Jhana: sutta v commentary v abhidhamma

A discussion on all aspects of Theravāda Buddhism
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Sudarsha
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Re: Jhana: sutta v commentary v abhidhamma

Postby Sudarsha » Thu Oct 22, 2009 7:45 pm

Ah, IanAnd - The Wings to Awakening - I have tried so often to make my way through this most profound of Dhamma texts. Sadly, it appears I'm short a brain cell or three! It's so difficult. That said, I am very grateful for the discussion you have presented. My own childhood memory of something vaguely similar is staring at the stars and imagining endlessness (I don't think that, then, I knew the word infinity ) - I was just, somehow, aware that it went on and on - perhaps even the word "forever" was beyond my vocabulary then.

Over the past 10 years I developed an interest in the Mahamudra and Dzogchen practises (mostly because they were "secret" and, well, I wanted to know :spy: ). The Dzogchen practise of togal is very much like my childhood experience of imagining endlessness - but to what end one practises this is particular I hae me doots. I suspect very strongly that your take on the matter that one slips into jhana fairly much as a matter of fact is a far more common experience than many of us recognize. Certainly your explanation is very confirming for me and I am very happy to thank you for that.

When it comes to identifying the jhana factors ... I want to ask why - isn't it sufficient to just continue to let go? I think it was very important for the Buddha to identify the minutia of our mental operation because he was in the entirely unique position of, to no small extent, having to confirm for others that (1) he was what he said he was and (2) he also had to confirm for his students that they, too, were able to attain the same awakening. For myself, I seem to only get confused. When, for example, Bhante Gunaratana or the Buddha explains JOY, I don't see their explanations as what I call joy when I have those experiences - I see them as "relief" and I see that sense of relief as dependent upon contrast with something else.

So my predicament seems to be one of being somewhat less than "in tune" with the language. To me, passing from a mind of discursive thinking to one of increasing spaciousness and non-clinging is just pleasant, that is, not unpleasant. I return to the awareness right in front and, when the body's had enough, I don't seem to be able to sustain it any longer. It usually lasts about an hour.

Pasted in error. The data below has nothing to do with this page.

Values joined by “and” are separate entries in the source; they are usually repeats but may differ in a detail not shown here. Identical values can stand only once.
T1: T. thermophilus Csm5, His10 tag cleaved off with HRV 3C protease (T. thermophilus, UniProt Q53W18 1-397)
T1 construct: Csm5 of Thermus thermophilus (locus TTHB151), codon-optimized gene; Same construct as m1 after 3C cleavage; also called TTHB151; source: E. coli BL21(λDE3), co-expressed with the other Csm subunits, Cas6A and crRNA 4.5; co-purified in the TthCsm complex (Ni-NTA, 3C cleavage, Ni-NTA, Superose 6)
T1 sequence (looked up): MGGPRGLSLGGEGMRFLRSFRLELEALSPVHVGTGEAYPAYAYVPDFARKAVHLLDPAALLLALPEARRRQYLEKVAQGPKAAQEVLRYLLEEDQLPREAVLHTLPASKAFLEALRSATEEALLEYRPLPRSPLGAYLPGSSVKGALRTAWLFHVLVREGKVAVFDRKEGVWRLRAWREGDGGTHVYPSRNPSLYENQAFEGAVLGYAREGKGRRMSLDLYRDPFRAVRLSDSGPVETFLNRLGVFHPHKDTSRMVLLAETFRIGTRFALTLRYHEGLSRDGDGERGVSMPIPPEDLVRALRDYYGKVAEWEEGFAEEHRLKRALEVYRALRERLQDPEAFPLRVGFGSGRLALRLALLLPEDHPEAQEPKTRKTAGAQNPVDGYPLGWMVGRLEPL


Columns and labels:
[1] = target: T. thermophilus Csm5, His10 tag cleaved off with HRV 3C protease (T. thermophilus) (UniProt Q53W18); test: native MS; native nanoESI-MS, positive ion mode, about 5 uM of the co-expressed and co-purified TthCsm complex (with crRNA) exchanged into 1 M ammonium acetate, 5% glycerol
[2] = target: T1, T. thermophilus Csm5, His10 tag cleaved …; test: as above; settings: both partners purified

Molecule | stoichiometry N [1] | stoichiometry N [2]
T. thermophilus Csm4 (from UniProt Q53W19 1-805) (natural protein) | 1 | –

I presume that maybe some day I'll get more sensitive (although that's a lot to presume as I've always been a bit of a curmudgeon. Still, I remain so very grateful to all of you for your clarity and scholarship. I was so hesitant to join this group and very afraid, sort of, that y'all'd laugh at my foolishness.
Sudarsha
parimukhaṁ satiṁ upaṭṭhapetvā

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IanAnd
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Re: Jhana: sutta v commentary v abhidhamma

Postby IanAnd » Thu Oct 22, 2009 10:43 pm

"The gift of truth exceeds all other gifts" — Dhammapada, v. 354 Craving XXIV

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Sudarsha
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Re: Jhana: sutta v commentary v abhidhamma

Postby Sudarsha » Fri Oct 23, 2009 9:14 pm

Thank you, IanAnd - I reviewed the section from Mind Like Fire Unbound that you recommended. I read this a long time ago. This time, it made sense. Whaddyano 'bout that! :P

I didn't describe my experiences/feelings/impressions when gazing at the on-and-on-ness of the stars because I find it nearly impossible to describe things. All the time I see people (on TV, of course) who describe someone to a sketch artist! I couldn't describe my mother to a sketch artist. It's apparently a gift I do not possess.

But you have given me great encouragement, IanAnd - I will start reviewing the books and essays that didn't make any sense or very little sense when I first read them.

Perhaps I have "improved". :jumping:
Sudarsha
parimukhaṁ satiṁ upaṭṭhapetvā

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IanAnd
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Re: Jhana: sutta v commentary v abhidhamma

Postby IanAnd » Sat Oct 24, 2009 12:20 am

"The gift of truth exceeds all other gifts" — Dhammapada, v. 354 Craving XXIV

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Re: Jhana: sutta v commentary v abhidhamma